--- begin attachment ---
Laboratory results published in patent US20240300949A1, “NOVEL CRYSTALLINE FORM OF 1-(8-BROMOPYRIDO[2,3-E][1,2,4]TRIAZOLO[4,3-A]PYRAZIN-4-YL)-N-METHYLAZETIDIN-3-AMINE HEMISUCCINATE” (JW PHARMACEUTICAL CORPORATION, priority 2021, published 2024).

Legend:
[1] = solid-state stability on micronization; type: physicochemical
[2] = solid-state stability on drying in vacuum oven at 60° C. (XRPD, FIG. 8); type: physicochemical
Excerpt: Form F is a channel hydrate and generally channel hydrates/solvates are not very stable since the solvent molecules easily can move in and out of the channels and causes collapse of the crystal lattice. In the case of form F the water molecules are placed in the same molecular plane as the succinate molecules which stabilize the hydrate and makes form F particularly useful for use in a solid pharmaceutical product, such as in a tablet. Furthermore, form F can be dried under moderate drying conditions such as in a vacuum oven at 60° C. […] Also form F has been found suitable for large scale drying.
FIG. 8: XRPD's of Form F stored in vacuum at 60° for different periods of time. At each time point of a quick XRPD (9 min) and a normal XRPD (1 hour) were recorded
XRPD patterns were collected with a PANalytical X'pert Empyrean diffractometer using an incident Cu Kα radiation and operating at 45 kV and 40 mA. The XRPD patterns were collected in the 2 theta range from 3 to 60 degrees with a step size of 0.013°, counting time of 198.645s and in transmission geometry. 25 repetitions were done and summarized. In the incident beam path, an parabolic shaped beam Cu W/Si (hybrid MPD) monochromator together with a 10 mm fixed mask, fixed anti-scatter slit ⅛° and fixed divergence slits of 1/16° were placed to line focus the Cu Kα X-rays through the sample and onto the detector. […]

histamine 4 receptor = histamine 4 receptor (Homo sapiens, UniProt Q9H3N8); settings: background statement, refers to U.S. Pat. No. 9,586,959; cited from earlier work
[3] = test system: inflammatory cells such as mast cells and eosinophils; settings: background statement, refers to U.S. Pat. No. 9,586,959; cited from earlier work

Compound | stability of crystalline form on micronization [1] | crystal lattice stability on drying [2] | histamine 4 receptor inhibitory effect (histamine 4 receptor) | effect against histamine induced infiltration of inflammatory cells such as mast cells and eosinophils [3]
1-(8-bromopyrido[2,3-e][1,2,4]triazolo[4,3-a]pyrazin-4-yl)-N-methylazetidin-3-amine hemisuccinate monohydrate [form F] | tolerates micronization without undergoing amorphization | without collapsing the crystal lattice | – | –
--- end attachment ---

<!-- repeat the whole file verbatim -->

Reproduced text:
Laboratory results published in patent US20240300949A1, “NOVEL CRYSTALLINE FORM OF 1-(8-BROMOPYRIDO[2,3-E][1,2,4]TRIAZOLO[4,3-A]PYRAZIN-4-YL)-N-METHYLAZETIDIN-3-AMINE HEMISUCCINATE” (JW PHARMACEUTICAL CORPORATION, priority 2021, published 2024).

Legend:
[1] = solid-state stability on micronization; type: physicochemical
[2] = solid-state stability on drying in vacuum oven at 60° C. (XRPD, FIG. 8); type: physicochemical
Excerpt: Form F is a channel hydrate and generally channel hydrates/solvates are not very stable since the solvent molecules easily can move in and out of the channels and causes collapse of the crystal lattice. In the case of form F the water molecules are placed in the same molecular plane as the succinate molecules which stabilize the hydrate and makes form F particularly useful for use in a solid pharmaceutical product, such as in a tablet. Furthermore, form F can be dried under moderate drying conditions such as in a vacuum oven at 60° C. […] Also form F has been found suitable for large scale drying.
FIG. 8: XRPD's of Form F stored in vacuum at 60° for different periods of time. At each time point of a quick XRPD (9 min) and a normal XRPD (1 hour) were recorded
XRPD patterns were collected with a PANalytical X'pert Empyrean diffractometer using an incident Cu Kα radiation and operating at 45 kV and 40 mA. The XRPD patterns were collected in the 2 theta range from 3 to 60 degrees with a step size of 0.013°, counting time of 198.645s and in transmission geometry. 25 repetitions were done and summarized. In the incident beam path, an parabolic shaped beam Cu W/Si (hybrid MPD) monochromator together with a 10 mm fixed mask, fixed anti-scatter slit ⅛° and fixed divergence slits of 1/16° were placed to line focus the Cu Kα X-rays through the sample and onto the detector. […]

histamine 4 receptor = histamine 4 receptor (Homo sapiens, UniProt Q9H3N8); settings: background statement, refers to U.S. Pat. No. 9,586,959; cited from earlier work
[3] = test system: inflammatory cells such as mast cells and eosinophils; settings: background statement, refers to U.S. Pat. No. 9,586,959; cited from earlier work

Compound | stability of crystalline form on micronization [1] | crystal lattice stability on drying [2] | histamine 4 receptor inhibitory effect (histamine 4 receptor) | effect against histamine induced infiltration of inflammatory cells such as mast cells and eosinophils [3]
1-(8-bromopyrido[2,3-e][1,2,4]triazolo[4,3-a]pyrazin-4-yl)-N-methylazetidin-3-amine hemisuccinate monohydrate [form F] | tolerates micronization without undergoing amorphization | without collapsing the crystal lattice | – | –